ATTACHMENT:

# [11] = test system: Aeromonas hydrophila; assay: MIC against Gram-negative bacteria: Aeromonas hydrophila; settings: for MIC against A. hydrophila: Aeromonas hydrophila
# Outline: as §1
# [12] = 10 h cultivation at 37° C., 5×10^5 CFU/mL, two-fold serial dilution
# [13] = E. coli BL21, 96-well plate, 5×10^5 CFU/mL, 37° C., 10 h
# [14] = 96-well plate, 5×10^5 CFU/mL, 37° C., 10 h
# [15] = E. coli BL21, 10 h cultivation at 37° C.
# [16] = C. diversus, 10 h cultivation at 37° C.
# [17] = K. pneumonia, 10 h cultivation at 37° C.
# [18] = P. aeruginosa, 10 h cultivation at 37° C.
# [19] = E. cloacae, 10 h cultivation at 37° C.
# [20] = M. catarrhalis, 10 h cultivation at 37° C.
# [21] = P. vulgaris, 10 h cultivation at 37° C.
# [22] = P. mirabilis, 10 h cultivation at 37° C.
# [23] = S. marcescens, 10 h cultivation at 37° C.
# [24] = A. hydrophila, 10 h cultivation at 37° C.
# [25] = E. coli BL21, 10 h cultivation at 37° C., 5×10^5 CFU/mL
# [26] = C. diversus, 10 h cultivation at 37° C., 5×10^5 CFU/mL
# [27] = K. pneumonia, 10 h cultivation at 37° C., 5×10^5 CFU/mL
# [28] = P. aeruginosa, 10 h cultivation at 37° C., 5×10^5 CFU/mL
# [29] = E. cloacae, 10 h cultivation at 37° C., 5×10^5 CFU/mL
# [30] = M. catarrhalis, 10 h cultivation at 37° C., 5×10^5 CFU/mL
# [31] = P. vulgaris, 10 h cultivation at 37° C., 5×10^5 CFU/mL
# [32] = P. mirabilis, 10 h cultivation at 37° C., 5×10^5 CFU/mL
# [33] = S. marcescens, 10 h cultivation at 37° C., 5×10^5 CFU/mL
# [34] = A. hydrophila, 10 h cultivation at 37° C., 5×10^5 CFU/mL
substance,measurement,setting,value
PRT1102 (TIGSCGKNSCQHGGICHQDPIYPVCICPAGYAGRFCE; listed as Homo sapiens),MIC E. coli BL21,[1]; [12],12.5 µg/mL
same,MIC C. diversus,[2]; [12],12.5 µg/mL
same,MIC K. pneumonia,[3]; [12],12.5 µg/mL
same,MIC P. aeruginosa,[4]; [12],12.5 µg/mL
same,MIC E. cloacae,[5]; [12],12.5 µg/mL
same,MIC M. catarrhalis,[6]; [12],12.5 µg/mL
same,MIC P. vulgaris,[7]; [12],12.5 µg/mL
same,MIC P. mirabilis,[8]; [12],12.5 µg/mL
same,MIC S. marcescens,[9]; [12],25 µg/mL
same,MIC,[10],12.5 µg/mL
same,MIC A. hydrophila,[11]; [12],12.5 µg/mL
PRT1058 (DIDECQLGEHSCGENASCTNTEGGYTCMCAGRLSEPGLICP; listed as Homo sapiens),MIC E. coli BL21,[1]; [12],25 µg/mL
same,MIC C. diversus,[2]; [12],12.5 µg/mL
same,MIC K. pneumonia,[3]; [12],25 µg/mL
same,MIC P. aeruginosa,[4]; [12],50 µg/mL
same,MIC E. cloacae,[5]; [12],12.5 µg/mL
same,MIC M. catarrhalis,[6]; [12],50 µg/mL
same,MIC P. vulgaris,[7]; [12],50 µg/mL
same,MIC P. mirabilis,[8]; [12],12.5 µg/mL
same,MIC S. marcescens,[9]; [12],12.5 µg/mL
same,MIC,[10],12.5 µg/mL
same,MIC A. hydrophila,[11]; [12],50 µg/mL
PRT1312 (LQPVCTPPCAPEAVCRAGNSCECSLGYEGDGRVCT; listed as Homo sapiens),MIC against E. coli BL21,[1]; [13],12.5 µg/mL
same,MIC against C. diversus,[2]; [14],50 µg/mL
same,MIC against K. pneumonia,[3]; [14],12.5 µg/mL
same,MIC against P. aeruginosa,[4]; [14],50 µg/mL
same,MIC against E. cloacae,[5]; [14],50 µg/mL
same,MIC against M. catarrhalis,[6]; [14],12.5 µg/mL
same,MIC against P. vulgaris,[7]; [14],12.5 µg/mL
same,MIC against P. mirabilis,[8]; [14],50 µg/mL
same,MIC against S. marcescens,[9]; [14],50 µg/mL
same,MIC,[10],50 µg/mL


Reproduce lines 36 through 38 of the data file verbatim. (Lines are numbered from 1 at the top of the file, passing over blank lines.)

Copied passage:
same,MIC,[10],12.5 µg/mL
same,MIC A. hydrophila,[11]; [12],12.5 µg/mL
PRT1058 (DIDECQLGEHSCGENASCTNTEGGYTCMCAGRLSEPGLICP; listed as Homo sapiens),MIC E. coli BL21,[1]; [12],25 µg/mL